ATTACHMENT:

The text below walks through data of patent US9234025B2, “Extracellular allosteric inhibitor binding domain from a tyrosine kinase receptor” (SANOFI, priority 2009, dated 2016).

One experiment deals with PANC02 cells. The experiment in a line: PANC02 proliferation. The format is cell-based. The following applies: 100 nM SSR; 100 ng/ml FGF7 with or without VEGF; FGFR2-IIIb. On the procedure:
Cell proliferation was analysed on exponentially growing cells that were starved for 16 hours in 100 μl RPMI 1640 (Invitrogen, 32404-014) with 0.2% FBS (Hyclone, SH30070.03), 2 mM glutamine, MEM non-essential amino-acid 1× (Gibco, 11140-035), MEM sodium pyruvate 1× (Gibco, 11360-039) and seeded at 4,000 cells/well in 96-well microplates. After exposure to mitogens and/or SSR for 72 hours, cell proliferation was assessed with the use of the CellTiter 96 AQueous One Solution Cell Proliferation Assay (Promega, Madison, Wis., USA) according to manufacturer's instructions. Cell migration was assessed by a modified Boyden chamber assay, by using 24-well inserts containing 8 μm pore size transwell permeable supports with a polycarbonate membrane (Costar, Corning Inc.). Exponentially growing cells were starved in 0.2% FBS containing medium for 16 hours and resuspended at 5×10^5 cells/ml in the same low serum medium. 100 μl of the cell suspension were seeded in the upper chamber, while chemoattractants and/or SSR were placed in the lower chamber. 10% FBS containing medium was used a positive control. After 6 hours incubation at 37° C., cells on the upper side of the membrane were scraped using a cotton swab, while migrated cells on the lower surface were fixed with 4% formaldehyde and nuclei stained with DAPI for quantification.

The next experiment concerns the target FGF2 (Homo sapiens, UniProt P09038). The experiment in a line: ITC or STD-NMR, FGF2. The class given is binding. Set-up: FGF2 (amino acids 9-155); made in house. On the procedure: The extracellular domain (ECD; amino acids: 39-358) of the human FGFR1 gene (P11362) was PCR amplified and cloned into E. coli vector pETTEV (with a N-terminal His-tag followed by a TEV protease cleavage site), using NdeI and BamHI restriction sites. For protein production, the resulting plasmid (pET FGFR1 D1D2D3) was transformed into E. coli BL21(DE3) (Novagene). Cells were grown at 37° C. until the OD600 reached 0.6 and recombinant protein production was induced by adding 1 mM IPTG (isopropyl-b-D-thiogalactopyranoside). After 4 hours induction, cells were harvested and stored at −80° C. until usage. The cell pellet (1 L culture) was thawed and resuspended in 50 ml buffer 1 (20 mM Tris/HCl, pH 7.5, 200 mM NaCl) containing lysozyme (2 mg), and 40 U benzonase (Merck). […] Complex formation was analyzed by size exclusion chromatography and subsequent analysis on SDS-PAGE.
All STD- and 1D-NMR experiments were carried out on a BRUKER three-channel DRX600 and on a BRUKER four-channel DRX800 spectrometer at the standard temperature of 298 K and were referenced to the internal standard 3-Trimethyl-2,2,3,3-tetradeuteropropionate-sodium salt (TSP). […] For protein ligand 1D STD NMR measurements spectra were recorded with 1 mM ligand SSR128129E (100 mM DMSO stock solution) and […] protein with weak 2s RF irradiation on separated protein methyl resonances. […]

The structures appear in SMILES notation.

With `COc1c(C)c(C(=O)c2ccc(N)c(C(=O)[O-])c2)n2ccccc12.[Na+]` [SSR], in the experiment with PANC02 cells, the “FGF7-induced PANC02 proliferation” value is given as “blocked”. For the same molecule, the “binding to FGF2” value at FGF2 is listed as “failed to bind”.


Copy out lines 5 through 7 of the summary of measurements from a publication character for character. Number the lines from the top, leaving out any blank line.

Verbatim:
All STD- and 1D-NMR experiments were carried out on a BRUKER three-channel DRX600 and on a BRUKER four-channel DRX800 spectrometer at the standard temperature of 298 K and were referenced to the internal standard 3-Trimethyl-2,2,3,3-tetradeuteropropionate-sodium salt (TSP). […] For protein ligand 1D STD NMR measurements spectra were recorded with 1 mM ligand SSR128129E (100 mM DMSO stock solution) and […] protein with weak 2s RF irradiation on separated protein methyl resonances. […]

The structures appear in SMILES notation.

With `COc1c(C)c(C(=O)c2ccc(N)c(C(=O)[O-])c2)n2ccccc12.[Na+]` [SSR], in the experiment with PANC02 cells, the “FGF7-induced PANC02 proliferation” value is given as “blocked”. For the same molecule, the “binding to FGF2” value at FGF2 is listed as “failed to bind”.